IKEA, the world's leading home furnishings retailer, today announced the results of a worldwide GALLUP survey about kitchen use. According to the survey, the kitchen truly is the heart of the home, with nearly 60% of respondents across the globe citing it as one of the two most important rooms in the home. Despite the importance of the space, more than half the world expressed dissatisfaction with their kitchens -- 57 percent wish they could get a new one.
The survey was conducted by ISOPUBLIC (a member of GALLUP International) via telephone and in-person interviews with 14,000 people in 28 countries from five continents including Asia, Australia, Europe, Middle East and North America. Respondents were asked about general kitchen use, habits, needs and wants.
Nearly a fourth of worldwide respondents spend more time in the kitchen than any other place in the home with uses and activities expanding far beyond cooking. In fact, only 24 percent of respondents use the kitchen solely for the preparation of food. Thirty-five percent use the kitchen regularly for family discussions (including heated ones!), 35 percent for socializing and entertaining, 16 percent for hobbies, and 15 percent for playing with their children. As respondents grow older, the kitchen becomes increasingly more significant -- after the age of 35, the kitchen beats out the bedroom in importance for both singles and married people.
"Clearly, the kitchen has practical importance in every day living, but our survey really demonstrated that the kitchen can be a key factor in the happiness of the home," said IKEA design specialist, Janice Simonsen. "We found a strong connection between overall satisfaction with the kitchen and harmony in relationships with spouses and children."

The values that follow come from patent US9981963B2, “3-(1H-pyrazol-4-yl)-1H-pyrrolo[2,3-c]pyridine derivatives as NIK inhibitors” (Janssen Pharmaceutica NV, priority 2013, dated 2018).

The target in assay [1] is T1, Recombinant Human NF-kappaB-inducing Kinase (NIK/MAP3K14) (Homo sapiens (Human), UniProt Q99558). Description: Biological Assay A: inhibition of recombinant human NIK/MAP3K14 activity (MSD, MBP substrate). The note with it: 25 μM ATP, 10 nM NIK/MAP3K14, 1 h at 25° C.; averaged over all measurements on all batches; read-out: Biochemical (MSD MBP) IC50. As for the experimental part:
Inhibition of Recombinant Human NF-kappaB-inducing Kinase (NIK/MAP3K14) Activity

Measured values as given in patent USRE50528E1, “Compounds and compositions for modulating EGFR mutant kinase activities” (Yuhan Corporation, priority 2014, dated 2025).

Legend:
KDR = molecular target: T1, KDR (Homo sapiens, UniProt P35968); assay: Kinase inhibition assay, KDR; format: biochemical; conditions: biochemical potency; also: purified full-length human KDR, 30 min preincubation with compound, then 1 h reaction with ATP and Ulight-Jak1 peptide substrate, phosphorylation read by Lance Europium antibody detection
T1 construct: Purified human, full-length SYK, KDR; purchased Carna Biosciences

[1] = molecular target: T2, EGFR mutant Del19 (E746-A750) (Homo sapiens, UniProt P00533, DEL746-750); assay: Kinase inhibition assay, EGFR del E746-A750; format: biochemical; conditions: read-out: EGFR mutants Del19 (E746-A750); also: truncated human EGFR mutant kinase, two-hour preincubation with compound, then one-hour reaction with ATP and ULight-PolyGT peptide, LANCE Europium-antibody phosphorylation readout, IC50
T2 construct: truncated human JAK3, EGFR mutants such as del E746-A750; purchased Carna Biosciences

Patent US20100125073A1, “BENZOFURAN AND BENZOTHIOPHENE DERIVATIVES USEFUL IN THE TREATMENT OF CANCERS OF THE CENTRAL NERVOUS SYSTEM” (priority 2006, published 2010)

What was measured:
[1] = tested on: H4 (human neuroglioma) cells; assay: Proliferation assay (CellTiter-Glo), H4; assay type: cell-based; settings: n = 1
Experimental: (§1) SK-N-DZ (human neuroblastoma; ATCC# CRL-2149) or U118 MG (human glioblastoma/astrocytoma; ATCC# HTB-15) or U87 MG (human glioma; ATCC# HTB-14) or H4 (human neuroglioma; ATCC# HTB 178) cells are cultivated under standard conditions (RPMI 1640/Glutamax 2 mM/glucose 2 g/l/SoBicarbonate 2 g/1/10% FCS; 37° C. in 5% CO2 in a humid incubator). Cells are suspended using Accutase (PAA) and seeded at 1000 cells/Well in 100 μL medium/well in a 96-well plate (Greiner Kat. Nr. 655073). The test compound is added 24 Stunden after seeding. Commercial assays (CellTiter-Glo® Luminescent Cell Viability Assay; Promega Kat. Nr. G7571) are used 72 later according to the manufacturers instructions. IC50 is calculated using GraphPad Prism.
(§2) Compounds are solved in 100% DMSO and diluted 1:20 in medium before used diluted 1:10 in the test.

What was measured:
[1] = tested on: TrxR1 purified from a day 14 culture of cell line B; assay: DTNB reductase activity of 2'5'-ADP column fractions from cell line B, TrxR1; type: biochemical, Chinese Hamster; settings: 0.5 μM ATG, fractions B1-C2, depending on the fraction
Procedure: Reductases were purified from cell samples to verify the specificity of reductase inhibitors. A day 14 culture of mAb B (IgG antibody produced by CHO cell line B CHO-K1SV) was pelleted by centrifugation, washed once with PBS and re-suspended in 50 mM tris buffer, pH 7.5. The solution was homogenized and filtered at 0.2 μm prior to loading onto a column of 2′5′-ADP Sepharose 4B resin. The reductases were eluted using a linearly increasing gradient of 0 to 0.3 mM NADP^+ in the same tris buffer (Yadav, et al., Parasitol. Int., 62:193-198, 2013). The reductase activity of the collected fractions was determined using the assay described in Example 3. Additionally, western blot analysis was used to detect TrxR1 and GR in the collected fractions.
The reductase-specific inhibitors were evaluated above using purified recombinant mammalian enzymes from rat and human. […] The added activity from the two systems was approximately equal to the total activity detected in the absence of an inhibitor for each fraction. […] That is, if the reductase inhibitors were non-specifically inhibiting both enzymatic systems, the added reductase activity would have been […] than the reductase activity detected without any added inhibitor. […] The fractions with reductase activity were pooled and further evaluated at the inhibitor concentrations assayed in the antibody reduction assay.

Respondents in countries with a significantly high kitchen satisfaction also expressed the greatest overall family happiness. Respondents in the Netherlands, for example, who indexed at the top of kitchen satisfaction (75 out of 100) expressed the highest satisfaction with their spouses and kids of any other country. On the flip side, Russians, who indexed near the bottom of the list for overall kitchen satisfaction, seem to be the least happy with their family relationships. Americans express average satisfaction with their kitchens and family relationships.
"Respondents told us over and over that their dream kitchen is a pleasant space for spending time with others," said Simonsen. "A full 57 percent of those surveyed worldwide would re-do their kitchen if money were no object. At IKEA, we know that people don't want to have to compromise when it comes to the kitchen. Our goal is to show people that money doesn't have to be the barrier. We want to be the inspiration and one-stop resource for helping create a quality kitchen you and your whole family can really live with... and love."
Perhaps all this dissatisfaction with the kitchen explains why only 11 percent use it for sex and romance. The Swedes and Japanese, however, are more than twice as likely to "heat things up" in the kitchen: 22 percent say they use it for romance, while only 9 percent of Americans find love between the pots and pans.